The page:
Pet Any Sharks Lately?
Traces of snow and ice may not have completely melted away on the Zürich sidewalks, but at my computer here with endless folders of photos of tropical scenes, exotic fruits and extreme water sports, it’s anything but winter. Looking at my notebook pouring out with exclamation points and excited comments about the unbelievably turquoise water, the sand between my toes and my triumphant feeling after parasailing, I almost expected to see fishing boats in the distance when walking out of my apartment the other day, instead of the pure white skyline of the Alps.
Lots of readers shared their past experiences in Belize and perhaps our travels will overlap. Where to start in recounting my adventure? Other readers have expressed a new desire to visit Belize, and so that’s where I’ll begin – recommendations for activities you’ll want to squeeze in to any itinerary. (Follow the links below for more details one each one.) This should work up an appetite for all of the food photography and recipes soon to follow…
At the airport heading home from Belize, a fellow traveler asked me what my favorite activity was during the trip. Hard to say. As Jaguar Paw Jungle‘s slogan reads above, “When was the last time you did something for the first time?” I did many things for the first time in Belize! Zip lining and rappelling in a jungle reserve were two. (Tarzan yodeling optional.) Cave tubing was another, and quite exhilarating at that. Imagine sitting in an inner tube, life vest on and lamp strapped to your head, as you go into a cavernous space carved out of rock with nothing more than water. You’ll stare up at bats hanging down from their dwellings, glistening crystal-like limestone on the walls and try to make out the etchings that almost resemble animals. This is a must-do activity in Belize. No rush though, those stalagmites and stalactites only grow 1/4 inch every 100 years. Two things to keep in mind: 1, the water is maddeningly cold. And 2, do heed the warnings to lift your derrière when floating in the cave; there are rocks, and that could hurt.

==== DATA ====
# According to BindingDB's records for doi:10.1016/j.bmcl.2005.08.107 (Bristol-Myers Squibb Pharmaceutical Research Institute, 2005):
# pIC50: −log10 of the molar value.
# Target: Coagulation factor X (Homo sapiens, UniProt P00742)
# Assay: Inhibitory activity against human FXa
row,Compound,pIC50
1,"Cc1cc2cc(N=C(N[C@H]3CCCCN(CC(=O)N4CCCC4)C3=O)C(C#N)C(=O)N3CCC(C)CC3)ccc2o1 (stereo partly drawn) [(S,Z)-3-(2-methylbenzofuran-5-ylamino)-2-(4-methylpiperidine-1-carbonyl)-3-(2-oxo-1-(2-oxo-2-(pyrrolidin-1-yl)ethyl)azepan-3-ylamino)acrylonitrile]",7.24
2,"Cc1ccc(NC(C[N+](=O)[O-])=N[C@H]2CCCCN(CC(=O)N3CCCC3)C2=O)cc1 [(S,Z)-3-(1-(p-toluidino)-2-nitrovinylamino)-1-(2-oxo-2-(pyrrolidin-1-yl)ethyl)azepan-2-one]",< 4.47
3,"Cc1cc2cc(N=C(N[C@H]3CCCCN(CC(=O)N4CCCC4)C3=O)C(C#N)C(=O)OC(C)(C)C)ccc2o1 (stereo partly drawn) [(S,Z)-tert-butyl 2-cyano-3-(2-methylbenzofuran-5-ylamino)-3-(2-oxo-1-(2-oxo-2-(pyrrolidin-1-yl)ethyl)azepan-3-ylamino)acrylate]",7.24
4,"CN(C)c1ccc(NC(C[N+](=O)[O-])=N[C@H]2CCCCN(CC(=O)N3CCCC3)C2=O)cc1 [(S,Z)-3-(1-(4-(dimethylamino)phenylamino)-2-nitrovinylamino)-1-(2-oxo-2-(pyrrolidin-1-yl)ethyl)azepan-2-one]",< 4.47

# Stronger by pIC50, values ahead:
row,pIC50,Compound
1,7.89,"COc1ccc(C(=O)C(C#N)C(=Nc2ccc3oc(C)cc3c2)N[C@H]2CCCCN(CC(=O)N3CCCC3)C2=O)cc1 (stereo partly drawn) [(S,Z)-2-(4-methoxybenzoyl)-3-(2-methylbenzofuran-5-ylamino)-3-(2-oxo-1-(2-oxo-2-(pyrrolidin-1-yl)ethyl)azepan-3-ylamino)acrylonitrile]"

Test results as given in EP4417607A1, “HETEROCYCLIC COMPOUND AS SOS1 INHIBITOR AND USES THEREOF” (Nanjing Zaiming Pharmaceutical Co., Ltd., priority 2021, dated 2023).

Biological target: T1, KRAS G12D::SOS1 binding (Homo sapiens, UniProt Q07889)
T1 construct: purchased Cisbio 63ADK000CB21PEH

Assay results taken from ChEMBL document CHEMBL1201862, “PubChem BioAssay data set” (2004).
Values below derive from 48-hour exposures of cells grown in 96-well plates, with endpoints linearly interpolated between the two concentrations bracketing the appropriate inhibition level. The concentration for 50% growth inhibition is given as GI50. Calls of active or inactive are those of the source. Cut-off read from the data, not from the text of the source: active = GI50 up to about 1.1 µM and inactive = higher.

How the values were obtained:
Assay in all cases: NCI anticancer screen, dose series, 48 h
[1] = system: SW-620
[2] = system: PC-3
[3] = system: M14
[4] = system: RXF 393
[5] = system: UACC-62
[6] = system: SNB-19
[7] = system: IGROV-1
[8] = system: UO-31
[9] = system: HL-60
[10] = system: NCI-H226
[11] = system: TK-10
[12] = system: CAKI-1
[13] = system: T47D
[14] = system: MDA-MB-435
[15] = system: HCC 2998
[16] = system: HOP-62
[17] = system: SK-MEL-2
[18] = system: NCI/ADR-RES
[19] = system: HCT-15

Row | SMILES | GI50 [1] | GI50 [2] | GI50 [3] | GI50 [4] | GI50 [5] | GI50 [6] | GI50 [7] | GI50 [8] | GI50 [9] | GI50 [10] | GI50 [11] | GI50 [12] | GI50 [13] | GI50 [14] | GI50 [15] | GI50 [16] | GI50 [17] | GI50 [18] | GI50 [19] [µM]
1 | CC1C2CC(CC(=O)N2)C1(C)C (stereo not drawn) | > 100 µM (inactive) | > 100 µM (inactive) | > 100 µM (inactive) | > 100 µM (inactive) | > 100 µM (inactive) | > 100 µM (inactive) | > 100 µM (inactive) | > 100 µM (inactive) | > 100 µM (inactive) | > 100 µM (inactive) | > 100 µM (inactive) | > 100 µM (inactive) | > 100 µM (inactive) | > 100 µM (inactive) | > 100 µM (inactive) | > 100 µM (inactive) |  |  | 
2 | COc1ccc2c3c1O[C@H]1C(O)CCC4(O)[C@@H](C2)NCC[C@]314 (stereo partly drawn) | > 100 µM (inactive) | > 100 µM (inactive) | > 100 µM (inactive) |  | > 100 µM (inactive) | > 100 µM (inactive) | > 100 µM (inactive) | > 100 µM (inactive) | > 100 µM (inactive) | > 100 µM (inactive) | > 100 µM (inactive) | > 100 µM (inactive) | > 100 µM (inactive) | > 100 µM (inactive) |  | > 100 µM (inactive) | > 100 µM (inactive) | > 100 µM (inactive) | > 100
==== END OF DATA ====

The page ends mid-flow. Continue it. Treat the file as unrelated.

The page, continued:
Although technically it wasn’t my first time snorkeling, when you find yourself underwater in the world’s 2nd largest barrier reef, and you feel as if you’re on the set of “Finding Nemo”, it’s a whole new experience. Our snorkeling adventure was in the Hol Chan Marine Reserve, off the southern tip of Ambergris Caye. Southern sting rays, tarpons, enormous green turtles, grouper, red snapper, eels and barracuda all came to say hello. Oh, and how can I forget… sharks. Nurse sharks, but still, sharks. Leaving the rainbow of fish behind, we relocated our boat to Shark Ray Alley, where you can swim with sharks. I can’t say that I pet the shark myself (kudos to Melanie of Travels With Two for doing so), but there was our Belizean guide above rubbing its belly. Hey, someone needed to be on the boat to take pictures!
Belize has a strong Mayan heritage and visiting Xunantunich (“Maiden of the Rock”) is a cultural stop on many itineraries. It’s just west of the bustling town of San Ignacio in the Cayo district, where a visit to the local market was high on my list. It might be best to ask for a guide to walk you around the site and explain the different ruins, what they represent, and fill you in with all sorts of interesting factoids. Our guide let us know that El Castillo (the Castle), is 130 feet tall, the 2nd tallest “building” in Belize – its version of a skyscraper! You’ll definitely want to climb to the very top, as the views just over the Guatemala border are extraordinary. Don’t be alarmed at the lack of protection up there; in America that would be a lawsuit just waiting to happen! The top right photo above resembling a hole is the passageway to the stairs to get back down.
Lat but not least, another first for me… parasailing. And Belize it or not (sorry, couldn’t resist), I really did it. Those are my feet above!